Your Asics Half Marathon winner with a personal best of 62:06 – JONNY MELLOR! 👏🏻 🇬🇧 #jonnymellor pic.twitter.com/pAaVGwrisu
— Wilmslow Running Festival (@WilmslowRunFest) March 26, 2023
If you thought Hastings was the only close finish in a half marathon this weekend, think again! Moving northwards, just two seconds separated Kurt Taylor (66:03) and Max Nicholls (66:05) at the Fleet Half Marathon. A short distance back was Max Walker (66:46) to complete the top-three. It was almost as close amongst the women racing. Six seconds separated Claire Jacobs (77:10) and Katie Olding (77:16) for the top spot, with Vicki Ingham (78:38) third.
Prolific racer Ollie Garrod continued his winning ways at the Hampton Court Palace Half Marathon. In his eleventh race of 2023, one being a 40 mile World Record on the track, he finished (70:50) almost two minutes clear of Paul Bailey (72:48) and Craig Winfield of Serpentine (73:58). Annie Birch (80:56) of Kent AC recorded a similar margin of victory ahead of Jessica Welborn (83:05) and Eve Kekeh (83:20).
Continued Half Marathon Fun
Phillipa Williams (74:50) improved her lifetime best by eleven seconds at the RFA Sheffield Half Marathon. It was an emphatic victory in the process, finishing over six minutes before Sarah Lowery (81:11) and Kate Russell (83:13) reached the finish. The third close finish of the weekend saw Tommy Power (68:00) and Daniel Haworth (68:02) closely matched. Third place went to Scott Hinchcliffe (69:43).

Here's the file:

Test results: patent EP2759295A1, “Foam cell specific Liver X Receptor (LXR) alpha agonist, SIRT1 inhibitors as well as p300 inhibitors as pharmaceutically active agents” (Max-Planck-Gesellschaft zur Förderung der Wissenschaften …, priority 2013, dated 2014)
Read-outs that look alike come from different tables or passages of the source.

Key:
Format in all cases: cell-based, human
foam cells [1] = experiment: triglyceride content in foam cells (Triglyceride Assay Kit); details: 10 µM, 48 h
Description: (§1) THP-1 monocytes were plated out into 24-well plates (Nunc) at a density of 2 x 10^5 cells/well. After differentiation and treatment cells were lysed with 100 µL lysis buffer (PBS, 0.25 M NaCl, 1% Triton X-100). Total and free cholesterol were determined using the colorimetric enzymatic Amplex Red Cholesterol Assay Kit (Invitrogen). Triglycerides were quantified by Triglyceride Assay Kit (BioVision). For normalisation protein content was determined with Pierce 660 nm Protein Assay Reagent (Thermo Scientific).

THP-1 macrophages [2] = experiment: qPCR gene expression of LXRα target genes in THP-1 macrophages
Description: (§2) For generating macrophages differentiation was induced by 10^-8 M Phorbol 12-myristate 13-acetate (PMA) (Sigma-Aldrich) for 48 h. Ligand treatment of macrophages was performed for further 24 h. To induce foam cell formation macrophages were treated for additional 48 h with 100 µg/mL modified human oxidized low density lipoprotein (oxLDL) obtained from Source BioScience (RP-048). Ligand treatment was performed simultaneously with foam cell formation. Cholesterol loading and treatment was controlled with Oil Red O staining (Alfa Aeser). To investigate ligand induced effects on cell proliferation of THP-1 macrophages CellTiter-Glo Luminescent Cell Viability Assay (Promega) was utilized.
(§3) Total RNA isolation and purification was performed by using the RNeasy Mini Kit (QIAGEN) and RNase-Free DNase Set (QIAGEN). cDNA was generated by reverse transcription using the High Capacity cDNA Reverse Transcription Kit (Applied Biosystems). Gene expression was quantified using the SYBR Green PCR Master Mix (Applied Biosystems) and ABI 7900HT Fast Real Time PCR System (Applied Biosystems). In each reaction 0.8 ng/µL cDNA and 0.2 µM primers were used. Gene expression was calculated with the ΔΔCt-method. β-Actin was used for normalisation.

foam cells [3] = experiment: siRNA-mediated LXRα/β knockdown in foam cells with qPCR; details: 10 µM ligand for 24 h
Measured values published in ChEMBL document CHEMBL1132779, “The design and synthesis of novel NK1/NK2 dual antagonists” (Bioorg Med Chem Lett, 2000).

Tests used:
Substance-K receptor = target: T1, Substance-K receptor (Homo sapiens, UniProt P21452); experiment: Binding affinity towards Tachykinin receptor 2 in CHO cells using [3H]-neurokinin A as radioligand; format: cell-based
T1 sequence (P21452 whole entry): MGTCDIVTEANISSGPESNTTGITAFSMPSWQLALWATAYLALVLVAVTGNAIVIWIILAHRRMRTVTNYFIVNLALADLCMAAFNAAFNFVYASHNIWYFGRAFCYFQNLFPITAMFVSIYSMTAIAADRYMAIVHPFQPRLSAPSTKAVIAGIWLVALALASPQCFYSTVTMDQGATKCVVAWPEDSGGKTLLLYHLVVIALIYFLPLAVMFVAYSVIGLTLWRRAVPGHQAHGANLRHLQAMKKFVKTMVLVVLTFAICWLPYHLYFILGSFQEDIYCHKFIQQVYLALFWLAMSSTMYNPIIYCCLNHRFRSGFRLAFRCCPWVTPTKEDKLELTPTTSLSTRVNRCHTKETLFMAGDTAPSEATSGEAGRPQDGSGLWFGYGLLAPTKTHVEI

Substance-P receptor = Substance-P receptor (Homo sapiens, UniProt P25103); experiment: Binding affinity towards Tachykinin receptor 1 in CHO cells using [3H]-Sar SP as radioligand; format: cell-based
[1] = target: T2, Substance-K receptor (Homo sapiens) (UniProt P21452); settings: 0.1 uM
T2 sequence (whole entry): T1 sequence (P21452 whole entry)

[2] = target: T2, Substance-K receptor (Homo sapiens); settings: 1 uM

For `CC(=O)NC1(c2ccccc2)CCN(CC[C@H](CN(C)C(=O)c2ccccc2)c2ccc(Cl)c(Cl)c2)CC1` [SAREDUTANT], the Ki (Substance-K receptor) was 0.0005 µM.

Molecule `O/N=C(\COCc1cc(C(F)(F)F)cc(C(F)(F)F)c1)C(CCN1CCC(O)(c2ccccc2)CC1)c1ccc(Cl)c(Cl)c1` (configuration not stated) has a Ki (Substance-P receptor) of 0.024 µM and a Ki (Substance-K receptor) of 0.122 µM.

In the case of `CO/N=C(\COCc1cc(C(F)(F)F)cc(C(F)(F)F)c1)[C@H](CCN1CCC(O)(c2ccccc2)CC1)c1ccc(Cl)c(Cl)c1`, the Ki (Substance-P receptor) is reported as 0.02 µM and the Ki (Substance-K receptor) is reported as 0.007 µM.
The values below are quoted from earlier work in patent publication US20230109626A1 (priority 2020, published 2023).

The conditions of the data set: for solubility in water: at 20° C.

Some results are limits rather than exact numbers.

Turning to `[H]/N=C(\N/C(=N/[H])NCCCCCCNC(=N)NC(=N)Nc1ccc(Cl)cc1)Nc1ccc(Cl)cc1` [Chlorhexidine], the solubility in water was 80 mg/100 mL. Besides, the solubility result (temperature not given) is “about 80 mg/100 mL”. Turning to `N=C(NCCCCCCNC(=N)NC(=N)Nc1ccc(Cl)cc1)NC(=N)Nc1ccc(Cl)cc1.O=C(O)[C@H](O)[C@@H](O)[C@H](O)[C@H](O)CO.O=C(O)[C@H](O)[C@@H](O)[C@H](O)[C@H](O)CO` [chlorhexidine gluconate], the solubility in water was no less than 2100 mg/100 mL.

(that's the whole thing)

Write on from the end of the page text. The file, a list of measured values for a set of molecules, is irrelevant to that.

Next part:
A quick-fire rounding out of the 13.1 mile races of the weekend. James Carpenter (74:18) and Elinor Mattey (86:09) won the Merthyr Half Marathon Megan Tibbetts (91:18) and Paul Jones (76:02) doing the same at the Ironbridge Half Marathon. In London, Emily Robbins (81:36) and Jack Henson (71:47) crossed the line first at RunFest at Lee Valley. The associated 10k was won by Max Murray (33:51) and Emily Ballard (41:03).
Flurry of 10k Racing
With a plethora of 10k races over the past couple of days, it is hard to know where to start. North of the border provided one of the most competitive finishes. The top-three at the Moray Road Runners 10k finished inside 31 minutes and within 15 seconds of each other. They were led by Kenny Wilson (30:37), who got the better of Lachlan Oates (30:45) and Max Abernethy (30:52). Jenny Bannerman (37:01) was the fastest female, less than a minute ahead of Jennifer Donaldson (37:11) and Amy Hudson (37:47).
Simon Nott (33:11) and Alexandra Stainthorpe (39:23) took wins at the Clock Change Challenge 10k in Wiltshire. The associated 5k was won by Fiona Blackmore (20:56) and Matthew Waite (16:29). Ashley Illingsworth (35:20) and Laura Bardsley (42:01) crossed the line first at the Rushcliffe 10k.
It appeared a good idea to travel to a town beginning with W to race this weekend, especially Wolverhampton and Wilmslow. The former hosted RunThrough’s Wolverhampton 10k, where Luke Vine (31:02) headed a trio of athletes under 32 minutes. The others were Daniel Haymes (31:17) and Daniel Husbands (31:48). Lorna Hulme (38:59), Lucie Tait-Harris (39:25) and Georgia Delaney (40:10) were the fastest females. Jade Morgan (36:49) and Robert Weston (33:22) took the honours at the Wilmslow 10k.
Continuing with a W, the Welshpool 10k provided victories for M40 marathoner Andrew Davies (34:28) and Emma Palfrey (43:33).